type Matrix_Type is
array (Positive range <>, Positive range <>) of
function "*" (Left : Complex_Type; Right : Matrix_Type)
return Matrix_Type;
... -- other operations
end Complex_Matrices_G;
    Figure 8. Generic ADT of complex matrices, parameterized with the ADT of complex numbers.
Clearly, the above is similar to, but much more economical in expression than enumerating both the formal types and all their relevant operations:

type Float_Type is digits <>;
type Complex_Type is private;
with function Value (Re, Im : Float_Type) return Complex_Type is <>;
with function "+" (Left, Right : Complex_Type) return Complex_Type is <>;
... -- other operations
package Complex_Matrices_G is ...
    Figure 9. Generic ADT of complex matrices, with an exhaustive enumeration of formal parameters.
The following figure shows two typical instantiations of the ADTs for computations with complex numbers and matrices:

package Complex_Numbers is
new Complex_Numbers_G (Float);
package Complex_Matrices is
new Complex_Matrices_G (Complex_Numbers);
package Long_Complex_Numbers is
new Complex_Numbers_G (Long_Float);
package Long_Complex_Matrices is
new Complex_Matrices_G (Long_Complex_Numbers);
    Figure 10. Regular and long float instantiations of complex numbers and matrices.

6.2. Generic Formal Tagged Types

Since we have now two distinct kinds of types ("untagged" vs. tagged), it may sometimes be necessary to distinguish them. This is an instance of tightening the generic contract model: being able to specify more properties about the expected actual generic parameters, e.g. whether a formal type is tagged or not.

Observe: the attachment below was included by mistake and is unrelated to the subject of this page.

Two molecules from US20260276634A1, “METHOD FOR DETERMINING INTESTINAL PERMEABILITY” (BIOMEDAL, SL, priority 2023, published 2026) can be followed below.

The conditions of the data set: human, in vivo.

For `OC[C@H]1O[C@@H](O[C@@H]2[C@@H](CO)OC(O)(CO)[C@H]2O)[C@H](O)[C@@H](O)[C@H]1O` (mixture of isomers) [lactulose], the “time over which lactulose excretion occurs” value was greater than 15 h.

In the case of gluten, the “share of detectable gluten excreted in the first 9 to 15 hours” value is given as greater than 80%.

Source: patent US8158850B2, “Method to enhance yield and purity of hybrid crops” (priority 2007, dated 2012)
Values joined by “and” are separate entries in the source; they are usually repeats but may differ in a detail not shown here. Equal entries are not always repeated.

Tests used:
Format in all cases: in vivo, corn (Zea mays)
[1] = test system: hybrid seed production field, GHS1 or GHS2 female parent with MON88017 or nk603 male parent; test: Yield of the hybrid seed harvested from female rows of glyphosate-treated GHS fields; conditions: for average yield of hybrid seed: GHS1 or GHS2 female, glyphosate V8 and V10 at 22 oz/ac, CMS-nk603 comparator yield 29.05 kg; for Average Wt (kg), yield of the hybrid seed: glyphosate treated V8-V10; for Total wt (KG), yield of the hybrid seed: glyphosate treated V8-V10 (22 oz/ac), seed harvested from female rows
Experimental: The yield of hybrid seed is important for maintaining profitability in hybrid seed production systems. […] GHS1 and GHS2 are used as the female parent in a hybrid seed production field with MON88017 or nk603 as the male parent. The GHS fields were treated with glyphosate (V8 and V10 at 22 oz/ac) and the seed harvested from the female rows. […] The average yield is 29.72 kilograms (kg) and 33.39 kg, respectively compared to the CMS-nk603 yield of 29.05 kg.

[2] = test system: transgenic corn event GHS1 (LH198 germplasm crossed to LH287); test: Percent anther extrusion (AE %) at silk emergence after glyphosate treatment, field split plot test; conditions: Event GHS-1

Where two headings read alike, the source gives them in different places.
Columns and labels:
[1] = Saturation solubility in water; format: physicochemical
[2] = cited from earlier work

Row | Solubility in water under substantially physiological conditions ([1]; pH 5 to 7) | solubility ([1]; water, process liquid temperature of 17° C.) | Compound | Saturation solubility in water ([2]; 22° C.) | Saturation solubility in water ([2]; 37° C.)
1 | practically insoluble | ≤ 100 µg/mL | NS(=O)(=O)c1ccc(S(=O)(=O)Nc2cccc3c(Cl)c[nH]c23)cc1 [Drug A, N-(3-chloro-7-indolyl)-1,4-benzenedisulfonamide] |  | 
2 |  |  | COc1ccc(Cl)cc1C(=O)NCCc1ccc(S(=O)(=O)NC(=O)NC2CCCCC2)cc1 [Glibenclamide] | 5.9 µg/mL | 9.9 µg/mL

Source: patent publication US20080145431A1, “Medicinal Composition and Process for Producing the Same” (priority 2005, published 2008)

type T is tagged private;
package Module_G is ...
    Figure 11. Generic formal tagged type parameter.
Two constructs are of specific interest to tagged types: type extension, allowing the addition of components (this is the basis for "mixin inheritance," cf. 10.2); and class-wide programming, e.g. providing subprograms applicable to T'Class or defining class-wide access types (such declarations would be adapted to any type in a given derivation class, with one instantiation exactly).

type T is tagged private;
package Module_G is
type NT is new T -- type extension
with record
B : Boolean;
end record;

function Equals (Left, Right : T'Class) -- class-wide subprogram
return Boolean;

type T_Poly_Ref is -- class-wide access type
access T'Class;
end Module_G;
    Figure 12. Constructs based on a generic formal tagged type parameter.

6.3. Generic Formal Derived Types

Generic formal derived types have an application similar to generic formal instantiations. Here, the generic formal is defined as derived from a specific ancestor type, meaning that it matches any type in the derivation class rooted at the specified ancestor type. The syntax discriminates between untagged and tagged types:

generic                 -- within Module_G, the known operations of T are